A GROUP of men celebrated on the pitch and one man cried.
Rotherham United had just marched to the top of League One with a thrilling display at Oxford United.
Players and management went to the away supporters packed into a corner of the Kassam Stadium to share their success, to mark their fourth successive league triumph and sixth match without defeat.
But the Millers fans weren't singing about promotion, they were singing about Richie Barker.
The assistant boss lost his brother, Chris, over the New Year. Saturday was his first match back on duty after his younger sibling's passing.
Followers chanted his name and Barker, usually so controlled and unemotional that his colleagues joke about it, broke down.
He applauded, then he buried his head into his tracksuit top, then he sobbed, uncontrollably sobbed.
"It's the first time I've ever seen my best friend cry," manager Paul Warne said. "At the end when the fans were singing his name I was absolutely buzzing for him.
"It's been a tough day for him, a tough few days. The players really wanted to do well for him."
Barker may have cut a solitary figure on the Kassam turf but he was anything other than alone.
Meanwhile, a game had taken place. And what a game. What a Millers performance. What skill. What power. What desire.
Rotherham, right now, are tearing League One apart: eight away wins, the home form sorted, one play-off contender after another seen off by the third tier's fastest, hardest-running side.
Warne describes Oxford as the best team in the division yet the U's were utterly dismantled by the Millers' incessant first-half onslaught.
There were many other songs sung on a beautiful, bitter-sweet, brilliant, Barker afternoon.
'Say, we are top of the league. Say, we are top of the league.'
Rotherham were met by locked Kassam gates when they arrived at the stadium.
It was a welcome that angered Warne and the boss used it to wind up his team who then spent the opening period smashing through every door the poor U's tried to close.
"We couldn't get into the ground," he said. "That was my team talk done. It fired the lads up a treat. The first-half performance was enough to win the game.
"We had to knock and wait for someone to come and unlock the door for us. I've never had that before in professional football. I would like to think it hadn't been done on purpose. I used it in my team talk as if it had been.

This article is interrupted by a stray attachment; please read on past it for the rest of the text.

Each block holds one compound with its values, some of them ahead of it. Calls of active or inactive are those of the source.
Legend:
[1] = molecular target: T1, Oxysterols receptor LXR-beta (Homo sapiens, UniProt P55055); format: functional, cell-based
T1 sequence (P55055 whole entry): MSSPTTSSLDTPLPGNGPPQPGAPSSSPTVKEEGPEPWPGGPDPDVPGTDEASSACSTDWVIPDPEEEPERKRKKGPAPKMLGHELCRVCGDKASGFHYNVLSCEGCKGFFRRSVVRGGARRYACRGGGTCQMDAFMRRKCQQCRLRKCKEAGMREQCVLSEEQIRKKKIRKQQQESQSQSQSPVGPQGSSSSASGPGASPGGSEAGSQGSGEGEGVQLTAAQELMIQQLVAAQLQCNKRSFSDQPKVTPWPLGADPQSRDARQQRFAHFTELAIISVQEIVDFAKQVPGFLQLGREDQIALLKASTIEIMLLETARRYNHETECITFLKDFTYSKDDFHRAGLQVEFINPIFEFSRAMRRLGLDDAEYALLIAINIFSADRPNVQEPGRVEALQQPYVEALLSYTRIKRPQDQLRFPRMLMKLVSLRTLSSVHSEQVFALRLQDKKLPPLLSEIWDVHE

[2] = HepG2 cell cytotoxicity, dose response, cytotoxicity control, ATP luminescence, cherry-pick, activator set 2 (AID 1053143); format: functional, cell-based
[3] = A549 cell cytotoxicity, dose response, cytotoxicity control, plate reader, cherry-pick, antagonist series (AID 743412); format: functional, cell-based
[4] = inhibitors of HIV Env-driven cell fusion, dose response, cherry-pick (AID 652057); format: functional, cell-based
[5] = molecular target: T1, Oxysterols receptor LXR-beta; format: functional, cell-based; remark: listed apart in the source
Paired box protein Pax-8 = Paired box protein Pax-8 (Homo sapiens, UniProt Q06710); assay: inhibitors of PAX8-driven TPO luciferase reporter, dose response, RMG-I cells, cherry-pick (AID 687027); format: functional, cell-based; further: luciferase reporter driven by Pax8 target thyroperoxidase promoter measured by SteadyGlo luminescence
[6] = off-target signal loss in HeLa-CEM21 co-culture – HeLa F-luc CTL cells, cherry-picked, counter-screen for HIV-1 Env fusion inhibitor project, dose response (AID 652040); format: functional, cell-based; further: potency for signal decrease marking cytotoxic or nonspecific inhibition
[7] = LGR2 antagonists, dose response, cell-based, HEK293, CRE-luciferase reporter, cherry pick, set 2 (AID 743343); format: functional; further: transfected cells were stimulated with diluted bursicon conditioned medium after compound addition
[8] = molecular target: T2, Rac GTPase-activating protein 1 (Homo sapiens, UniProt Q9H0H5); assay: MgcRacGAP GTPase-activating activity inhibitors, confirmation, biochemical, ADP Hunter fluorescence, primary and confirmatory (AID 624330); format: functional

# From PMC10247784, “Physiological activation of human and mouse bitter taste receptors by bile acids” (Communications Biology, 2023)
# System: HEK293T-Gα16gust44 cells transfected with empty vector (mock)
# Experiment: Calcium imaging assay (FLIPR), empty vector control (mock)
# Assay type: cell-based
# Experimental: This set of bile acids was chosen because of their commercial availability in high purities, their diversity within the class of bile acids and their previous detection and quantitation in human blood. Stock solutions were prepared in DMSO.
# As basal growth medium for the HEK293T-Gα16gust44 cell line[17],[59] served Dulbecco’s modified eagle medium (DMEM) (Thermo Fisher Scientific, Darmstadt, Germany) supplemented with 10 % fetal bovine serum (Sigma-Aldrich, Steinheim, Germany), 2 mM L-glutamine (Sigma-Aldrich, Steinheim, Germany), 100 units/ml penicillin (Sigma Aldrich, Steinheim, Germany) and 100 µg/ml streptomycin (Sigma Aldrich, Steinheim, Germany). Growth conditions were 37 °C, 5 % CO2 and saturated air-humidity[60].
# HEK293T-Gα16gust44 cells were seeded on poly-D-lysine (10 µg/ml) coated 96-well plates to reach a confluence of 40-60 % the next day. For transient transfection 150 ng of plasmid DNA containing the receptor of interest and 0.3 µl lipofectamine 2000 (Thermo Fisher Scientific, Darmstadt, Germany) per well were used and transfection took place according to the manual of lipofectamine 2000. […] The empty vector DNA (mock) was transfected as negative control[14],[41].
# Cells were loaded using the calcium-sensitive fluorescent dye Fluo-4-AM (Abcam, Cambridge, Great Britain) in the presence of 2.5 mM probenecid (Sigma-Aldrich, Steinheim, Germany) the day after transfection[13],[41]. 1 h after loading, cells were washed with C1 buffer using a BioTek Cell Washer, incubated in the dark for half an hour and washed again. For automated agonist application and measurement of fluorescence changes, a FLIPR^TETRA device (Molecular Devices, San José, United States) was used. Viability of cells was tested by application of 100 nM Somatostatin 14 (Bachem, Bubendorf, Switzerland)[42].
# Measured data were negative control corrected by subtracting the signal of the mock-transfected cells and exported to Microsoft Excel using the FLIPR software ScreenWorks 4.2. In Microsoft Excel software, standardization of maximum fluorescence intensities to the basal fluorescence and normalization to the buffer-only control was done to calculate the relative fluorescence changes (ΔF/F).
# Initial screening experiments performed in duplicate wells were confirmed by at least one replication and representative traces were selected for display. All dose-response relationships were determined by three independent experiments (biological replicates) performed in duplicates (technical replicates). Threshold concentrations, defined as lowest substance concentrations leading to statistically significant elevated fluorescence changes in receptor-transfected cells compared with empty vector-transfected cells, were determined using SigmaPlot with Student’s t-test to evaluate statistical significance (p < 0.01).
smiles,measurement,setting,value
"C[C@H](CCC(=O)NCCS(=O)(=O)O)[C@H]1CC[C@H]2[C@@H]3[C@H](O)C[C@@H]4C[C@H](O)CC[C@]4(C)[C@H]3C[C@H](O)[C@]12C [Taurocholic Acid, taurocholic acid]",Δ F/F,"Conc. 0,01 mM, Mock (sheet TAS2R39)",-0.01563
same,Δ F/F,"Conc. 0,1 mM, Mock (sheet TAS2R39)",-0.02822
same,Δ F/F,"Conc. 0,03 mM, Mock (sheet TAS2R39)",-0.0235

Kyle Vassell celebrates his first goal
"One of Oxford's players was saying in the programme that he thought they were the best side in the league. I read that out to the lads. That was great. That was my team talk done again."
Kyle Vassell opened the scoring with a 16th-minute tap-in after Chiedozie Ogbene's searing run and cross from the right, then bagged his fourth goal in four games with a perfect lob over Simon Eastwood following Dan Barlaser's lovely, lofted pass around the half-hour mark.
A minute before the interval, Vassell delivered an arching cross towards the back post and Richard Wood's head and magic hat did the rest.
Oxford didn't know what was hitting them or where they'd be hit next. Matt Crooks was running everywhere and winning everything, Michael Smith and Vassell were collecting all the balls up front and Ogbene was tormenting Josh Ruffels every time he ran at him. Chieo ruffles Ruffels.
Loan winger Hakeeb Adelakun, playing his first match of the season after arriving from Bristol City, showed promise and will have better days as his fitness improves.
"I thought we deserved to go in 3-0 ahead," Warne said. "We had a plan of how to play against them. We had to block inside spaces. We didn't mind defending crosses.
Richard Wood heads the third
"We were dominant in the first half. We tried to exploit the space on the counter-attack. We had pace and the two up front were really reliable.
"We knew when we won the ball back that if we picked the right pass we would, more often than not, be in. Sometimes we played down the sides, sometimes we played to the centre-forward's feet and tried to get in with the pass after that. We were a constant threat."